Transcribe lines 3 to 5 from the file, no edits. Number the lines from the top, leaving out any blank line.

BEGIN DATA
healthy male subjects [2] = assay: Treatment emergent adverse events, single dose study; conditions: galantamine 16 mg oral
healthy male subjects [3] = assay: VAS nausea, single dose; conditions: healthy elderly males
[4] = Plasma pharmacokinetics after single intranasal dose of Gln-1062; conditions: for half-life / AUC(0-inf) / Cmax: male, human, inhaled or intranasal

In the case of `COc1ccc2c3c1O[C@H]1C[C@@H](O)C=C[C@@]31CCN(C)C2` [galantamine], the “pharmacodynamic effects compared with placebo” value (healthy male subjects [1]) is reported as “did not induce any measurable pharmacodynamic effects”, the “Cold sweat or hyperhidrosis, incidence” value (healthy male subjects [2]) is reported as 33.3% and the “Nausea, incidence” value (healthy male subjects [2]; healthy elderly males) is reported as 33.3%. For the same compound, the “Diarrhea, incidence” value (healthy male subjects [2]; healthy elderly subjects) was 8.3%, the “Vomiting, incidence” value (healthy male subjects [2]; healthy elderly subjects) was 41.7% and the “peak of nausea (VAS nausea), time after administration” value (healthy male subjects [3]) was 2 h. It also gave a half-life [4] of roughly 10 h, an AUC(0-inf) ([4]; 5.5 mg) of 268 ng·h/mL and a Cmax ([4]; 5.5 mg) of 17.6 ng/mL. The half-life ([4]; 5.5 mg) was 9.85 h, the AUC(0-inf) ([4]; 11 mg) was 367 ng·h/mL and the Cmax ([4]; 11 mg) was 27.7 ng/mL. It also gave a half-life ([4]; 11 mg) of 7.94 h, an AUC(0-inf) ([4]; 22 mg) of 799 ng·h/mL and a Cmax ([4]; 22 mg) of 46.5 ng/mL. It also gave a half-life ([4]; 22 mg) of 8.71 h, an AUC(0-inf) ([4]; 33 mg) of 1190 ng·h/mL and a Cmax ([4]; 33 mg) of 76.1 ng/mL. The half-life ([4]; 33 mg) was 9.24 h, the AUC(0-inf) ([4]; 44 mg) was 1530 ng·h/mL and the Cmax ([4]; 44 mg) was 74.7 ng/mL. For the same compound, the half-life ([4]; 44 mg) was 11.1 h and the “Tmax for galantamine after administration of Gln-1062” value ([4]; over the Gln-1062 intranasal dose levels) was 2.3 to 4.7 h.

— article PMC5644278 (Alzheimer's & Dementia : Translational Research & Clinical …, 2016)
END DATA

[4] = Plasma pharmacokinetics after single intranasal dose of Gln-1062; conditions: for half-life / AUC(0-inf) / Cmax: male, human, inhaled or intranasal

In the case of `COc1ccc2c3c1O[C@H]1C[C@@H](O)C=C[C@@]31CCN(C)C2` [galantamine], the “pharmacodynamic effects compared with placebo” value (healthy male subjects [1]) is reported as “did not induce any measurable pharmacodynamic effects”, the “Cold sweat or hyperhidrosis, incidence” value (healthy male subjects [2]) is reported as 33.3% and the “Nausea, incidence” value (healthy male subjects [2]; healthy elderly males) is reported as 33.3%. For the same compound, the “Diarrhea, incidence” value (healthy male subjects [2]; healthy elderly subjects) was 8.3%, the “Vomiting, incidence” value (healthy male subjects [2]; healthy elderly subjects) was 41.7% and the “peak of nausea (VAS nausea), time after administration” value (healthy male subjects [3]) was 2 h. It also gave a half-life [4] of roughly 10 h, an AUC(0-inf) ([4]; 5.5 mg) of 268 ng·h/mL and a Cmax ([4]; 5.5 mg) of 17.6 ng/mL. The half-life ([4]; 5.5 mg) was 9.85 h, the AUC(0-inf) ([4]; 11 mg) was 367 ng·h/mL and the Cmax ([4]; 11 mg) was 27.7 ng/mL. It also gave a half-life ([4]; 11 mg) of 7.94 h, an AUC(0-inf) ([4]; 22 mg) of 799 ng·h/mL and a Cmax ([4]; 22 mg) of 46.5 ng/mL. It also gave a half-life ([4]; 22 mg) of 8.71 h, an AUC(0-inf) ([4]; 33 mg) of 1190 ng·h/mL and a Cmax ([4]; 33 mg) of 76.1 ng/mL. The half-life ([4]; 33 mg) was 9.24 h, the AUC(0-inf) ([4]; 44 mg) was 1530 ng·h/mL and the Cmax ([4]; 44 mg) was 74.7 ng/mL. For the same compound, the half-life ([4]; 44 mg) was 11.1 h and the “Tmax for galantamine after administration of Gln-1062” value ([4]; over the Gln-1062 intranasal dose levels) was 2.3 to 4.7 h.

— article PMC5644278 (Alzheimer's & Dementia : Translational Research & Clinical …, 2016)